In Indian held Kashmir, hundreds of reports and essays have been written on the ongoing Kashmir uprising in the last six months and thousands of photographs have been taken, but, for the first time, the first 120 days of the uprising have been captured on film by independent local film-makers.

Directed by two journalism students of the Media Education Research Centre, Kashmir University – Sheikh Adnan (23) and Furqan Khurshid (23) – Tales of Siege narrates how the continued curfew and strike played out in the Valley. The film is described as a movie about the “resilience and survival of people of Kashmir” in the first 120 days of the uprising.

The 18-minute-long film by Sheikh Adnan and Furqan Khurshid was uploaded on YouTube on Sunday and had garnered 2,500 views in less than 24 hours. The number of views climbed to 4,675 by Tuesday evening.

“The idea was to talk to all stakeholders of the conflict, understand the events that had unfolded and present an unbiased picture of what really happened,” Sheikh Adnan said in an interview. He added that most officials did not agree to interview requests, making it difficult for the filmmakers who wanted to present all sides of the events.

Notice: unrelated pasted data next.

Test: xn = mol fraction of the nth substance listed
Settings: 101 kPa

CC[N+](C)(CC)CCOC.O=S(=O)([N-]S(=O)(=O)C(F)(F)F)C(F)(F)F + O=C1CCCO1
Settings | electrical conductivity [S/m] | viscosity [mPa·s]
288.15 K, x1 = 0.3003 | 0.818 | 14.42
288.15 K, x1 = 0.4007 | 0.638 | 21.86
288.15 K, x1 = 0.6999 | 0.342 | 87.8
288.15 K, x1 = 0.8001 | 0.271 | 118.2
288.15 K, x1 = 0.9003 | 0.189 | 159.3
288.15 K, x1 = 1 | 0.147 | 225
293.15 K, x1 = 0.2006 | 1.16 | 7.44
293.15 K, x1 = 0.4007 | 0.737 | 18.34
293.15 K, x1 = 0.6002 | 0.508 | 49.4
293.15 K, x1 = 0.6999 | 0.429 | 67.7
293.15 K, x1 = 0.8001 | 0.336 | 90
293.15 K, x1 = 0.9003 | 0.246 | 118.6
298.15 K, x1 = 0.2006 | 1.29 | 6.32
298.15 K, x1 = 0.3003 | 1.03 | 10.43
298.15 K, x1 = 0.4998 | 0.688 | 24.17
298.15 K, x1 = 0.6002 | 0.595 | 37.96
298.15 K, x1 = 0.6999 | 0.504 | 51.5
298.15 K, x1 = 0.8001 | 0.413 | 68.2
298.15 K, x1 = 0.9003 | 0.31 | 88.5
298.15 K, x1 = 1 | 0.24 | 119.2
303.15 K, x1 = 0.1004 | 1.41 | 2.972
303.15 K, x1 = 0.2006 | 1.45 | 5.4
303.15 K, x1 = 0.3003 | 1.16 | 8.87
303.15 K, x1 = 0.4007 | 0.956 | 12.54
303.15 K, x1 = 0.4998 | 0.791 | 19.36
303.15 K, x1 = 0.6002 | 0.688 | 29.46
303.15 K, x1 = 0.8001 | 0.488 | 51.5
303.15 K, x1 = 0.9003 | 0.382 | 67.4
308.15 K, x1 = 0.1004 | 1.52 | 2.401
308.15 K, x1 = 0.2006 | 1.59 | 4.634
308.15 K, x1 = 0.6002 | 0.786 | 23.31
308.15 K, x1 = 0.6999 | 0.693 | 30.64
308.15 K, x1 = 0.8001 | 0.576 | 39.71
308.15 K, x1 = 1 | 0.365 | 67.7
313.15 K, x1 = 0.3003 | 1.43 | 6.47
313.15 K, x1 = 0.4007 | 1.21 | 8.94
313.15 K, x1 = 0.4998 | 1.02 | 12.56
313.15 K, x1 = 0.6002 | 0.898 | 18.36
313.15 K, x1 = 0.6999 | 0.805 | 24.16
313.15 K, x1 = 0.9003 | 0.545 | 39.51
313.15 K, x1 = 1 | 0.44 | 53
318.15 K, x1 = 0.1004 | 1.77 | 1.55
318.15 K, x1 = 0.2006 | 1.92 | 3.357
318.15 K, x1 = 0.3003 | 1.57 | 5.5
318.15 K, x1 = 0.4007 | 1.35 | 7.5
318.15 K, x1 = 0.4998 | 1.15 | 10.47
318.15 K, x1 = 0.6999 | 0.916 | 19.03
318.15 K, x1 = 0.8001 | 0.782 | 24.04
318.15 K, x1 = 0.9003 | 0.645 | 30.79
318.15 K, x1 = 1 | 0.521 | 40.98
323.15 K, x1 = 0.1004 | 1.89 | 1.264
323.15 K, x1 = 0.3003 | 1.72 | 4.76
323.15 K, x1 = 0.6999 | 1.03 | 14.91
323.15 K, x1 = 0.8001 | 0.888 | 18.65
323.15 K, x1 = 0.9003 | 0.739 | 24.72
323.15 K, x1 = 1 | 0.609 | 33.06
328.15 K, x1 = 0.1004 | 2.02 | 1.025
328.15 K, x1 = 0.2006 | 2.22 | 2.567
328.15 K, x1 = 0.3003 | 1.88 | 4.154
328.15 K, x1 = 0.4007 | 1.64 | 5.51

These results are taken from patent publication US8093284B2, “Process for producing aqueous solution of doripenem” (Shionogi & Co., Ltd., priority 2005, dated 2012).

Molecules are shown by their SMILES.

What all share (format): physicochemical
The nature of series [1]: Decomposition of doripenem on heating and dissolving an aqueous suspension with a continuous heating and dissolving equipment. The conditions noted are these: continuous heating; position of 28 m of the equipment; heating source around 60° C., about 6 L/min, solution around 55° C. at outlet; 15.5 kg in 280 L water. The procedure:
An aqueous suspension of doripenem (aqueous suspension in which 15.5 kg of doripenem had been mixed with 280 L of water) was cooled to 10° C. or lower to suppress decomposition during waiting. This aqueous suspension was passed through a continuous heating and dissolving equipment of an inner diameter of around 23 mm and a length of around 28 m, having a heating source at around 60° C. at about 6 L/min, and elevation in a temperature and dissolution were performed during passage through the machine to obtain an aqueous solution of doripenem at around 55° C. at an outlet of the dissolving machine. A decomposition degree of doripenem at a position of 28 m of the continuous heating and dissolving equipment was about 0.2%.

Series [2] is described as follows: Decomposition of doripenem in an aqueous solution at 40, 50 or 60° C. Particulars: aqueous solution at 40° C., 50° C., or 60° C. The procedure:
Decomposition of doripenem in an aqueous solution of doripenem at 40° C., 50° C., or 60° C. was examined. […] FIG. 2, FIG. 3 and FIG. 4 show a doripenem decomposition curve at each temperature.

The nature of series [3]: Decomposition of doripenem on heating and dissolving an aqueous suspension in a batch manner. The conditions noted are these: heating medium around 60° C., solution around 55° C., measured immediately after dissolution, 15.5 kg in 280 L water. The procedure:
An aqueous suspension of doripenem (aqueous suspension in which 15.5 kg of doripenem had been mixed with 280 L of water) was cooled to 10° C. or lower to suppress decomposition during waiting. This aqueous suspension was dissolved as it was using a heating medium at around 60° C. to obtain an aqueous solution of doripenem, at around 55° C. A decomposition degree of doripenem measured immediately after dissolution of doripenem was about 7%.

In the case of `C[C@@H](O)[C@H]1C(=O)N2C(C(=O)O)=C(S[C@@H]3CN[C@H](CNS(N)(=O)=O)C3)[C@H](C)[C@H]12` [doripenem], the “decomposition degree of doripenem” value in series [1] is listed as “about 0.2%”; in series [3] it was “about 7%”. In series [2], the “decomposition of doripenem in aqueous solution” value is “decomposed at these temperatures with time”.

The film was shot from October 8 to November 7, because, Adnan said that moving around Kashmir before that was difficult. The team said they were not allowed to record interviews of pellet victims inside hospitals by the authorities. The short film captures what many Kashmiri youth think about martyred commander Burhan Wani, how mobile internet was banned for more than four months, how prayers were disallowed at the Jamia Masjid Srinagar for 19 weeks and how schools remained shut and syllabus was incomplete.

The movie also captures the trauma of pellet victims and families of people killed by Indian forces. The short film features prominent lawyer Aijaz Ahmed speaking on how the authorities cracked down on uprising by making mass arrests and pediatrician Dr Altaf Hussain talking about the kind of injury that pellet guns cause.

In a powerful sequence in the film, sister of twelve-year-old Junaid Ahmed, who was killed when pellets struck him on the evening of October 7, breaks down and cries, “Chief minister Mehbooba Mufti said my brother was a stone-pelter. What proof does she have? Does she know that he was martyred on his door step?”